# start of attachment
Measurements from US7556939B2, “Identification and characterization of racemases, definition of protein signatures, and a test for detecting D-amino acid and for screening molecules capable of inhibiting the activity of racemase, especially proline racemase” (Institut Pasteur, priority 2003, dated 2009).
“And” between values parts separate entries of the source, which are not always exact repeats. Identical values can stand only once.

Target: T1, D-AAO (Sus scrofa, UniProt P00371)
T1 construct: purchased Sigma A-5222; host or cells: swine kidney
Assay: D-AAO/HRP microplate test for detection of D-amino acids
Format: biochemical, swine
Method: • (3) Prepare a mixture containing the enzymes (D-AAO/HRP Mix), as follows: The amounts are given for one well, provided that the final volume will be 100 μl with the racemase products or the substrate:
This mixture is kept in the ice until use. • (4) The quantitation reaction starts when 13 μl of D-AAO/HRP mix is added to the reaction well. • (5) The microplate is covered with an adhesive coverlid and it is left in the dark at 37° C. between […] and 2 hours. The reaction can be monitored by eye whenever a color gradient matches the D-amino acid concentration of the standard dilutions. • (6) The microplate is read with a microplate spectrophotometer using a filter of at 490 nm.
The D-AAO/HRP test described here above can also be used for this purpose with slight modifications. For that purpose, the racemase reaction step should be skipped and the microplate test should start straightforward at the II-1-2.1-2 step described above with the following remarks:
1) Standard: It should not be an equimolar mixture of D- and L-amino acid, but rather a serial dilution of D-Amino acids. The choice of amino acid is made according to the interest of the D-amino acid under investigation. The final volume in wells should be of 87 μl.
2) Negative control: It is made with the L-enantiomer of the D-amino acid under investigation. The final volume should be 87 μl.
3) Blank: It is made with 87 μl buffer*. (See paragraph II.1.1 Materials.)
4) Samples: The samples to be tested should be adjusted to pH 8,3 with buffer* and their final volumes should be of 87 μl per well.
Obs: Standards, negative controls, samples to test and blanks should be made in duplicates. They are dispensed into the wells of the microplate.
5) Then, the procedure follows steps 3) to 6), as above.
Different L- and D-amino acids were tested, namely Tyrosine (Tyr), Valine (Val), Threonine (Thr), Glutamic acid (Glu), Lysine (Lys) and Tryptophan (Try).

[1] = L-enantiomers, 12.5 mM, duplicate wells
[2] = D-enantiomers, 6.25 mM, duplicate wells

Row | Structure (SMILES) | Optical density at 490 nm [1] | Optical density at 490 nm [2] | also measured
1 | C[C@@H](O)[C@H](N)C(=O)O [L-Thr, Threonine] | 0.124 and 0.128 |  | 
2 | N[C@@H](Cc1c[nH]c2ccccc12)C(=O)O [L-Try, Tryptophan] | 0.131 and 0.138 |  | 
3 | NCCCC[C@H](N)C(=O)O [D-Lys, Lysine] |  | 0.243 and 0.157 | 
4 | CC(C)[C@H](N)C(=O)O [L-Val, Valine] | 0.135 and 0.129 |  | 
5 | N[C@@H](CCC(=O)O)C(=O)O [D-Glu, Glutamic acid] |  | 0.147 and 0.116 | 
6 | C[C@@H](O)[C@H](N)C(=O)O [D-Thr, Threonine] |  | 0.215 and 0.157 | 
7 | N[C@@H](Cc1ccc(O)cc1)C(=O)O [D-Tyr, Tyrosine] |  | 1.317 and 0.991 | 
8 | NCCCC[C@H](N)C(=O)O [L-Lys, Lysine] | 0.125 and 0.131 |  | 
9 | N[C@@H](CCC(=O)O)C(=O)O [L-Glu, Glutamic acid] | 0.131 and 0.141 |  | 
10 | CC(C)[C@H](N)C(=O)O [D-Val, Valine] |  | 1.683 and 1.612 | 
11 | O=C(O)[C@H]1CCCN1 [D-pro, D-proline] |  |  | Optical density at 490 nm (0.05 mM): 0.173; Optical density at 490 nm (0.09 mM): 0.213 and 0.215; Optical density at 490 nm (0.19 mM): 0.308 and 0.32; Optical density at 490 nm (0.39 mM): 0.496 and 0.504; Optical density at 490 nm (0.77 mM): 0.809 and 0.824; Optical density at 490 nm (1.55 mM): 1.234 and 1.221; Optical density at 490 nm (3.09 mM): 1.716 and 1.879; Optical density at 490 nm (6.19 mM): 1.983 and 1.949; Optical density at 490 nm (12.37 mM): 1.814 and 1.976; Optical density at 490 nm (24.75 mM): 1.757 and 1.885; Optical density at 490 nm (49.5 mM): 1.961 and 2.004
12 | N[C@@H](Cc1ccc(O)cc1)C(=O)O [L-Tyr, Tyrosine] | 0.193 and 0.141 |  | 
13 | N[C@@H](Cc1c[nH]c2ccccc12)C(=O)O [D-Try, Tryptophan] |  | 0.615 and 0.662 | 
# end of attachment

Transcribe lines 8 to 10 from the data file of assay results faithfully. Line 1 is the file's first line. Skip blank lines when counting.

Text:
This mixture is kept in the ice until use. • (4) The quantitation reaction starts when 13 μl of D-AAO/HRP mix is added to the reaction well. • (5) The microplate is covered with an adhesive coverlid and it is left in the dark at 37° C. between […] and 2 hours. The reaction can be monitored by eye whenever a color gradient matches the D-amino acid concentration of the standard dilutions. • (6) The microplate is read with a microplate spectrophotometer using a filter of at 490 nm.
The D-AAO/HRP test described here above can also be used for this purpose with slight modifications. For that purpose, the racemase reaction step should be skipped and the microplate test should start straightforward at the II-1-2.1-2 step described above with the following remarks:
1) Standard: It should not be an equimolar mixture of D- and L-amino acid, but rather a serial dilution of D-Amino acids. The choice of amino acid is made according to the interest of the D-amino acid under investigation. The final volume in wells should be of 87 μl.